I think that this would turn out to be an interesting task. I would develop the comic strip in a frame format. This would allow you to be able to show the incremental nature that is such a strong part of the poem. A frame approach would be able to show how the frog manipulates the nightingale into ruining her voice, and how the frog benefits from this. It would also allow you the chance to inject your own opinions about how who is more at fault in the poem. Is the frog to blame because he is able to exercise his influence over the nightingale or is the nightingale to blame as she allows the frog to hold such sway over her? I think that both could be shown quite nicely in a frame by frame analysis of the poem. Your opening frame could consist of the frog sitting by himself in the bog, croaking out his sounds to the relative dismay of the others around him. At same time, the frame approach allows you to develop captions for each drawing, letting the reader appreciate what is happening while enabling you the chance to inject your own perspective on the events transpiring. Adding your narrative voice to the events of the poem unfolding through a frame approach will allow the comic strip form to capture the essence of the poem.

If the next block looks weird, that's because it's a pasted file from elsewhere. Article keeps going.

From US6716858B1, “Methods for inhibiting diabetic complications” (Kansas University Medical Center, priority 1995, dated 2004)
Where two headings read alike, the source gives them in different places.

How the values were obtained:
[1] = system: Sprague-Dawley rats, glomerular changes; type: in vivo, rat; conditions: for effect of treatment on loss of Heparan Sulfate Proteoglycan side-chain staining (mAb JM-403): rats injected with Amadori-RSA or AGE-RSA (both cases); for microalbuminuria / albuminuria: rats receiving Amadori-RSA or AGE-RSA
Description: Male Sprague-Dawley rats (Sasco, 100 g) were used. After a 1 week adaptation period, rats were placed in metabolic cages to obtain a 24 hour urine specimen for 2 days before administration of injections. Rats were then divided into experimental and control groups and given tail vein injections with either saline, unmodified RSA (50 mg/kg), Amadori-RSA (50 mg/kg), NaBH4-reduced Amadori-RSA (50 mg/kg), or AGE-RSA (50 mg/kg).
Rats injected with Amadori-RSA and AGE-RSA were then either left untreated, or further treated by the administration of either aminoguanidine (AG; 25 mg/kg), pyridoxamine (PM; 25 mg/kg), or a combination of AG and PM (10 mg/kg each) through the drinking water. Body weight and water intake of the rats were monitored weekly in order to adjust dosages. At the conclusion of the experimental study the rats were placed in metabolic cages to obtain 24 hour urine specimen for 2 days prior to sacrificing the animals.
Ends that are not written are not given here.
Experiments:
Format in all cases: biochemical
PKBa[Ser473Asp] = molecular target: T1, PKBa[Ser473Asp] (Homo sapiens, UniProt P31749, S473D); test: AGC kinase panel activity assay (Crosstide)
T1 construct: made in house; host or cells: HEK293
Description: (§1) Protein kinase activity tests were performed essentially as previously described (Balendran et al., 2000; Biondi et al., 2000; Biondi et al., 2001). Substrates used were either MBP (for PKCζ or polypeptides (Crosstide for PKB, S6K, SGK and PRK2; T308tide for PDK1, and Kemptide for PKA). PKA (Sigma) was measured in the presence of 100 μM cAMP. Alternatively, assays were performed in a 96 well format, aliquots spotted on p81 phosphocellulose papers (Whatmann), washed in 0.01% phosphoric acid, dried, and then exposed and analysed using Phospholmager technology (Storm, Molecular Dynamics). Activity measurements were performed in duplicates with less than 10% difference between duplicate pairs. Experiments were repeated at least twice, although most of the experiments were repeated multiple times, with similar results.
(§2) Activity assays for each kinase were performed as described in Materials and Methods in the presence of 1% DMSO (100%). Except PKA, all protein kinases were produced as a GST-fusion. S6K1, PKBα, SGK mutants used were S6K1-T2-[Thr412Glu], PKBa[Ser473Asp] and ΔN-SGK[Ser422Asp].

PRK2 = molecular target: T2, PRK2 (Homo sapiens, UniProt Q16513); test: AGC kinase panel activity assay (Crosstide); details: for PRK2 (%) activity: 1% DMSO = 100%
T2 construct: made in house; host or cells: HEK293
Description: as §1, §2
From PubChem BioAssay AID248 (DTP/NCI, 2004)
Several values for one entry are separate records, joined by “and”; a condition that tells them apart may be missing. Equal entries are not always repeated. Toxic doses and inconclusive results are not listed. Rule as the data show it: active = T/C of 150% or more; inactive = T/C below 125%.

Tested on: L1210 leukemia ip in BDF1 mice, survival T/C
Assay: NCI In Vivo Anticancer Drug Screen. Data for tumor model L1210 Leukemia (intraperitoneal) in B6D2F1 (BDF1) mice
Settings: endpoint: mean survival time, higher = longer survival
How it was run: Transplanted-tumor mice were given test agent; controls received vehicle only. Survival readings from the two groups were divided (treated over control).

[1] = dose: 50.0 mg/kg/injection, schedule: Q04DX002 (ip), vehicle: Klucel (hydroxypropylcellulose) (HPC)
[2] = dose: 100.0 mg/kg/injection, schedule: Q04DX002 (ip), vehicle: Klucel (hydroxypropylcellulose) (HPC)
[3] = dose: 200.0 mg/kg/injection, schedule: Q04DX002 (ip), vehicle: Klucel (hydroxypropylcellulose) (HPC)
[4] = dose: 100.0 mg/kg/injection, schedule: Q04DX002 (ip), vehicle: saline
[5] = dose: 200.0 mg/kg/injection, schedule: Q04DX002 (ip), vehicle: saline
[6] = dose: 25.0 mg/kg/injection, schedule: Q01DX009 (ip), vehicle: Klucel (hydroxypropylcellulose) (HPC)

To create a comic strip based on the poem "The Frog and the Nightingale," you might want to start with about eight to ten important moments in the poem, each of which could be turned into a frame. For example, you might choose the frog croaking away in the bog. You might also choose the nightingale beginning to sing and being applauded by the other creatures in the bog. For each frame, which represents an important moment in the story, sketch the characters and a speech bubble representing what they will say. Then, draw in the background of each frame and add text in each speech bubble. You can paraphrase the lines of the poem rather than reproducing it verbatim in the speech bubbles. For example, when the frog praises the nightingale's singing, you might include the word "bravo" in the speech bubble rather than including all of the lines in the poem. In general, you want to keep the speech bubbles short and clear. Finally, you should add color and detail to each frame.